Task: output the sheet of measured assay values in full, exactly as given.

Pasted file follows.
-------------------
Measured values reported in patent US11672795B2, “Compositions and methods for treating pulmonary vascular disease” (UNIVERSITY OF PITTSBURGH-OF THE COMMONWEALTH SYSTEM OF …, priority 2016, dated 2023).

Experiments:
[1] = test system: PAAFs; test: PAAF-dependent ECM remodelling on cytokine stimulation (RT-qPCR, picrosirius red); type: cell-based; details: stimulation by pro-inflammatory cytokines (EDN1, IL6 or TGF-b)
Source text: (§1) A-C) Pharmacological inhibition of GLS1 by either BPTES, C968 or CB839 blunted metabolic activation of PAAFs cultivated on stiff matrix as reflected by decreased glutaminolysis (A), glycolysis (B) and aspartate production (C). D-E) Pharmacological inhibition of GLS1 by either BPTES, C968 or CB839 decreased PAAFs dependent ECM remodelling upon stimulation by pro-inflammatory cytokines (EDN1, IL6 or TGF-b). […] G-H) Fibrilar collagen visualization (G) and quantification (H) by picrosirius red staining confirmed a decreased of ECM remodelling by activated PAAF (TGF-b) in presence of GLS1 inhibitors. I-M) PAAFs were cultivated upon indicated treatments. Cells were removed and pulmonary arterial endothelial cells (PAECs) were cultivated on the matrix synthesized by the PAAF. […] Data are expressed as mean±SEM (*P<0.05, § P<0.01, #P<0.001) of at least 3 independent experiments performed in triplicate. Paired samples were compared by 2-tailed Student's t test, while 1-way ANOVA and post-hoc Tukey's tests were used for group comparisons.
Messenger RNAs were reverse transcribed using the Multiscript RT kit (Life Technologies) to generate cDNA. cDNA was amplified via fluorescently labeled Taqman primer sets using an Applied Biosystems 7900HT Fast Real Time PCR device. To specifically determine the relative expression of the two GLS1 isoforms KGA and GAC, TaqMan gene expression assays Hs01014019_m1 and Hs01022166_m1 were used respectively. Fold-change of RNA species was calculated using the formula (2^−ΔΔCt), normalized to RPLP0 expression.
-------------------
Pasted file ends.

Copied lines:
Measured values reported in patent US11672795B2, “Compositions and methods for treating pulmonary vascular disease” (UNIVERSITY OF PITTSBURGH-OF THE COMMONWEALTH SYSTEM OF …, priority 2016, dated 2023).

Experiments:
[1] = test system: PAAFs; test: PAAF-dependent ECM remodelling on cytokine stimulation (RT-qPCR, picrosirius red); type: cell-based; details: stimulation by pro-inflammatory cytokines (EDN1, IL6 or TGF-b)
Source text: (§1) A-C) Pharmacological inhibition of GLS1 by either BPTES, C968 or CB839 blunted metabolic activation of PAAFs cultivated on stiff matrix as reflected by decreased glutaminolysis (A), glycolysis (B) and aspartate production (C). D-E) Pharmacological inhibition of GLS1 by either BPTES, C968 or CB839 decreased PAAFs dependent ECM remodelling upon stimulation by pro-inflammatory cytokines (EDN1, IL6 or TGF-b). […] G-H) Fibrilar collagen visualization (G) and quantification (H) by picrosirius red staining confirmed a decreased of ECM remodelling by activated PAAF (TGF-b) in presence of GLS1 inhibitors. I-M) PAAFs were cultivated upon indicated treatments. Cells were removed and pulmonary arterial endothelial cells (PAECs) were cultivated on the matrix synthesized by the PAAF. […] Data are expressed as mean±SEM (*P<0.05, § P<0.01, #P<0.001) of at least 3 independent experiments performed in triplicate. Paired samples were compared by 2-tailed Student's t test, while 1-way ANOVA and post-hoc Tukey's tests were used for group comparisons.
Messenger RNAs were reverse transcribed using the Multiscript RT kit (Life Technologies) to generate cDNA. cDNA was amplified via fluorescently labeled Taqman primer sets using an Applied Biosystems 7900HT Fast Real Time PCR device. To specifically determine the relative expression of the two GLS1 isoforms KGA and GAC, TaqMan gene expression assays Hs01014019_m1 and Hs01022166_m1 were used respectively. Fold-change of RNA species was calculated using the formula (2^−ΔΔCt), normalized to RPLP0 expression.